Wednesday, April 16, 2014

UV Tire protection. The FACTS


For some time I have been reading posts and advertisements about tire covers and UV protection. As an engineer I prefer FACTS over sales PR.

This investigation has taken more time than I originally wanted as I needed a reasonable way to measure UV and a day with full Sun.
 - Not something easy to find in NE Ohio-

As they say it all came together today April 16 2014. While it was cold 24°F last night and we had an inch of snow yesterday, it is bright and sunny today with only a little haze in the sky.

The test uses a Hawk2 UV meter. This unit is intended to help you judge how much sun you are getting while at the beach but I felt it would serve my purposes as we are not trying to measure an absolute value in milliwatts per square centimeter but a gross relative level of shielding of different materials used to cover tires.
If interested you can learn more about UV HERE and more about the UV Index HERE

I set up a test using my RV.
As you can see the UV of 6 years here in Ohio,  has pretty much destroyed the cheap vinyl used by Coachmen for the side decoration. Anyway the front tire has my normal white vinyl tire cover and there is a standard blue tarp, a roll of window screen and some black cloth backed vinyl similar to what is used in black tire covers.

I will show the meter readings for each "shield".
Full Sun gives a reading of 9 which is considered "HIGH"






 while in full shade the reading in zero.









Under the white cover the reading is zero






 and even under the black cover the reading is zero








.

  but the screen only reduced the UVI to level 5

I interpret these results to indicate that anything that is not in direct sun or that shields all direct sunlight will provide adequate protection from UV damage for tires.

I would not be worried about reflected light going under the RV to the back side of the tires as this is full shade. After all, tires are designed to be outdoors and we are not trying to protect tires for 20 years but only to get past a normal vehicle usage of 4 to 5 years to the 8 to 10 year range for many RVs. I would not consider open mesh as used in some "tire covers" complete protection but it is probably better than nothing.

NOTE I did not address the effects of heat on tires in this post. I did cover in THIS post and that clearly shows that white covers are the ones to use if you want to keep your tires cooler so they age more slowly.

BOTTOM LINE
If you want to protect your tires to give you the longest life possible you need to cover them with white solid covers such as cloth backed vinyl being a most reasonable option.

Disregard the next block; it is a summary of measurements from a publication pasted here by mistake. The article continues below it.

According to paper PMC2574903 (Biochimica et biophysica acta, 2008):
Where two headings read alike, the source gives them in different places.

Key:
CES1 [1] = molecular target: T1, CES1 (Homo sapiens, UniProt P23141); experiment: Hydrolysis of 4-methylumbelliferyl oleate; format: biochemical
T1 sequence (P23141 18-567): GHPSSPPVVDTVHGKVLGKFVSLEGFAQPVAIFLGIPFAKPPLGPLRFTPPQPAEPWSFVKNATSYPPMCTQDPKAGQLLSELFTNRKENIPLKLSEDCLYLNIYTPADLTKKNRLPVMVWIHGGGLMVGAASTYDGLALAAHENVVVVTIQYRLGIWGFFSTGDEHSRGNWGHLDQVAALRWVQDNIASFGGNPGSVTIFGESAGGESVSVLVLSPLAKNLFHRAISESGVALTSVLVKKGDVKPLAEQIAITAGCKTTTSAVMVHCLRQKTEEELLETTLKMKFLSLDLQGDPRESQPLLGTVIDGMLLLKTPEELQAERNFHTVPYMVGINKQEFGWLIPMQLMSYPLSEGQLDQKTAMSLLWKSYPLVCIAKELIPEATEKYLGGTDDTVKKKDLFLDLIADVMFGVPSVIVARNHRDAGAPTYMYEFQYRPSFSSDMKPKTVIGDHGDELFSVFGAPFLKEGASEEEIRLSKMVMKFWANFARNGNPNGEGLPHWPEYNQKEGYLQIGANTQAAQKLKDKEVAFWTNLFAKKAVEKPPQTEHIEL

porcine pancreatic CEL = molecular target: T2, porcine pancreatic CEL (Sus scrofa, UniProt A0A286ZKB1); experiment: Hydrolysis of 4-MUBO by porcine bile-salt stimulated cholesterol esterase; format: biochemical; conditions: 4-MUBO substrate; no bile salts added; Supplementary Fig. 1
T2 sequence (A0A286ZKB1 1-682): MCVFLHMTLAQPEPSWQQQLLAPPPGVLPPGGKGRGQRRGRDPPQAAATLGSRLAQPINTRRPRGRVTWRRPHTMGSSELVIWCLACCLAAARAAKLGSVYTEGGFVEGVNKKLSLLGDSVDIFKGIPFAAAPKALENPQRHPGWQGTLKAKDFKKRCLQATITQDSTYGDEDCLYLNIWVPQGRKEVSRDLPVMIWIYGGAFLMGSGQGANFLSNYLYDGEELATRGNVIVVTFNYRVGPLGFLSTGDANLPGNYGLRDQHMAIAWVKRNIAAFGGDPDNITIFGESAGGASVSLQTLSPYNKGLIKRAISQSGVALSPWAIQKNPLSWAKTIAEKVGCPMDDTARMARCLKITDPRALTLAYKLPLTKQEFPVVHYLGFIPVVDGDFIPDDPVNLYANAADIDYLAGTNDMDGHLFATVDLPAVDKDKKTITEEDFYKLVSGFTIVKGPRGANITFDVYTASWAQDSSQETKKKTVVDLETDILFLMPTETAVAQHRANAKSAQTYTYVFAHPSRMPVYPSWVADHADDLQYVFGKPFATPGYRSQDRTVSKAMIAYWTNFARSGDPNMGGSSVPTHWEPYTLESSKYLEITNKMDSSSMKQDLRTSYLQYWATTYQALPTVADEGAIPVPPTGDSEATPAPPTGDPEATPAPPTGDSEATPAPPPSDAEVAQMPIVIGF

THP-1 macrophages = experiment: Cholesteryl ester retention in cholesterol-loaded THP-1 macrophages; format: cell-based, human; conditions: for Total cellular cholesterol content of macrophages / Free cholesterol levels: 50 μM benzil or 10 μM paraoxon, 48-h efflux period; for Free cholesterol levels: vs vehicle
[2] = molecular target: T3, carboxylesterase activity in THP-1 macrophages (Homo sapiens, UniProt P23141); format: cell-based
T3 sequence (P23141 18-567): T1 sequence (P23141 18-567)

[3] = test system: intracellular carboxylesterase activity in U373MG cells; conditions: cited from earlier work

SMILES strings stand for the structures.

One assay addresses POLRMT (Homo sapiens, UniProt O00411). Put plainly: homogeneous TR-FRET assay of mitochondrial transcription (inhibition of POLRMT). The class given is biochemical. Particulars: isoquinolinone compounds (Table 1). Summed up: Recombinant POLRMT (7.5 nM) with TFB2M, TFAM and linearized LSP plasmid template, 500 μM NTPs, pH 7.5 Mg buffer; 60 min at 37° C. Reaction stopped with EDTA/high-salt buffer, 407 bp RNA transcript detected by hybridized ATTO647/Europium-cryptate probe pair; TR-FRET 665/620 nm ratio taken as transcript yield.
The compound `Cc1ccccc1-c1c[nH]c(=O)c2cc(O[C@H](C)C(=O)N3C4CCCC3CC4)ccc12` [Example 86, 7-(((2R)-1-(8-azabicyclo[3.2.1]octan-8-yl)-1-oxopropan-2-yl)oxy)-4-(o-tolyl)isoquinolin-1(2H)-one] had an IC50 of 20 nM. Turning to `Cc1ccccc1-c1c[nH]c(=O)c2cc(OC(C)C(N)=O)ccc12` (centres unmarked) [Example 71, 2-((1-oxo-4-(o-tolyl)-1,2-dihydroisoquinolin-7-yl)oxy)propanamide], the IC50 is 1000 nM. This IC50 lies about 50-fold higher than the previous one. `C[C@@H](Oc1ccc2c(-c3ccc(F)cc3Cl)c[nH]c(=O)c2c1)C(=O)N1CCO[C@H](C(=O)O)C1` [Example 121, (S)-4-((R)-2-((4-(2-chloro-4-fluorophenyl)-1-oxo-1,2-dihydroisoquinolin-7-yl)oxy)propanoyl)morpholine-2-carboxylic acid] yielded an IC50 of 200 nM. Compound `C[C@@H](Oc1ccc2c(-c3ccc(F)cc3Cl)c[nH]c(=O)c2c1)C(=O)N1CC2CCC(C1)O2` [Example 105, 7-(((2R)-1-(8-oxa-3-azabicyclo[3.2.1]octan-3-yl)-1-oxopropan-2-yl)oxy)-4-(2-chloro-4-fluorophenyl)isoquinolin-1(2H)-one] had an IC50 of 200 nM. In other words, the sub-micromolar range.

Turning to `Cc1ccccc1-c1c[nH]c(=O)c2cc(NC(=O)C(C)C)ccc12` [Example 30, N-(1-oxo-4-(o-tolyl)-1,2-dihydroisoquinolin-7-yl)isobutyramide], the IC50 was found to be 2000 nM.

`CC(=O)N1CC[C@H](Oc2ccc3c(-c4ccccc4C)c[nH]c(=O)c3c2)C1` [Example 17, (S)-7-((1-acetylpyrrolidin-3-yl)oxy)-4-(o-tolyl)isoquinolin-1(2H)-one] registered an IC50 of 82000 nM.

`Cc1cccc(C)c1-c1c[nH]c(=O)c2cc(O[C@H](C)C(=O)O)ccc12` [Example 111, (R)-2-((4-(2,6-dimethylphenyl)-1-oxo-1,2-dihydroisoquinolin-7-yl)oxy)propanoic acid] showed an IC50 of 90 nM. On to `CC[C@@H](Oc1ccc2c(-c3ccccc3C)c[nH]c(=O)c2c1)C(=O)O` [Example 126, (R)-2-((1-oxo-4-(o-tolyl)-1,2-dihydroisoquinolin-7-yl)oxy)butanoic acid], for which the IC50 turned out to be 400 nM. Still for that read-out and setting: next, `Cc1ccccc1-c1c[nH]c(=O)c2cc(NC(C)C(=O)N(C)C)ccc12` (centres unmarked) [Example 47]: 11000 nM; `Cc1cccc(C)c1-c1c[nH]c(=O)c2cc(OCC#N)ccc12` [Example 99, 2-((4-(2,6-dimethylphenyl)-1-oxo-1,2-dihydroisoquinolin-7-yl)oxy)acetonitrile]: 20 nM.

Friday, April 4, 2014

Another post on "Calculating" inflation to avoid a blowout or tread separation

It seems this will be a never ending task of explaining the "Why and How" of setting tire pressure on RVs.

Quick answer:
A. Trailers should follow the placard which is probably the tire sidewall pressure unless the size or type has been changed. BUT they should also confirm that no individuakl tire is overloaded due to un-balance.
B. Motorhomes should run the tire placard inflation unless they know the actual load on each tire.
C If a Motorhome owner knows the actual corner load he should consult the load inflation charts from the tire manufacturer for his brand in RV use. Select the inflation needed to exceed the actual load of the heaviest side of each axle and then inflate all tires on that axle to the minimum inflation plus 10%
D, If the tires on the trailer have been changes then the individual loads for each tire need to be known. Using load inflation tables select a tire with sufficient Load Range to carry that load and then set the cold inflation to the inflation shown on the tire sidewall.

Following the above should decrease the damage done by running a tire in overload and under-inflated condition. Hopefully this will also prevent Tread separations and Blowouts.

 I try and follow a few RV forums. Some are general and others are focused on a single brand or manufacturer. I would prefer it if I could simply post a few links to this blog so I don't have to spend time saying the same stuff over and over but some sites will not allow a link to this blog. (If you are reading this you should know that you can post a link to this blog but as the Blog writer I am not allowed to.)

Here is a recent post on a thread titled "Calculating the correct tire pressure". This forum is 95% trailer oriented.

 "A while back, we weighed our travel trailer on the CAT scales and got a total weight of 7,300 pounds, rigged for towing. Rigged for towing means with a full water tank, all of the misc. junk that we normally carry and weight distribution bars tensioned, but no clothing or food on board. On average, this translates to 1,825 pounds per tire.
Today, we were able to obtain individual wheel weights using portable scales. The results are (rigged for towing)

Left Front - 2,000 pounds Left Rear - 1,900 pounds

Right Front - 1,900 pounds Right Rear - 1,700 pounds
"

We can immediately see the unbalance in this trailer with the heavy tire having 27% of the total. We also learn that the TT was not fully loaded with food or cloths which would add more weight. We also see that when the owner simply used the original CAT scale weight he assumed equal weight distribution of 1825# per tire.

In this case the owner was not aware of the special loading seen by trailer tires.

In this same thread we found one owner that switched from ST235/75R15 LR-D to P23575R15/XL ! giving up about 23% of the load capacity. This thread is at 85 posts and counting.

Clearly the need for more knowledge on care and maintenance of tires in RV application is needed. I hope I have provided helpful information here and in my seminars. Please spread the word. If you have a specific question you can send a question to   Tireman9   at  Gmail  dot com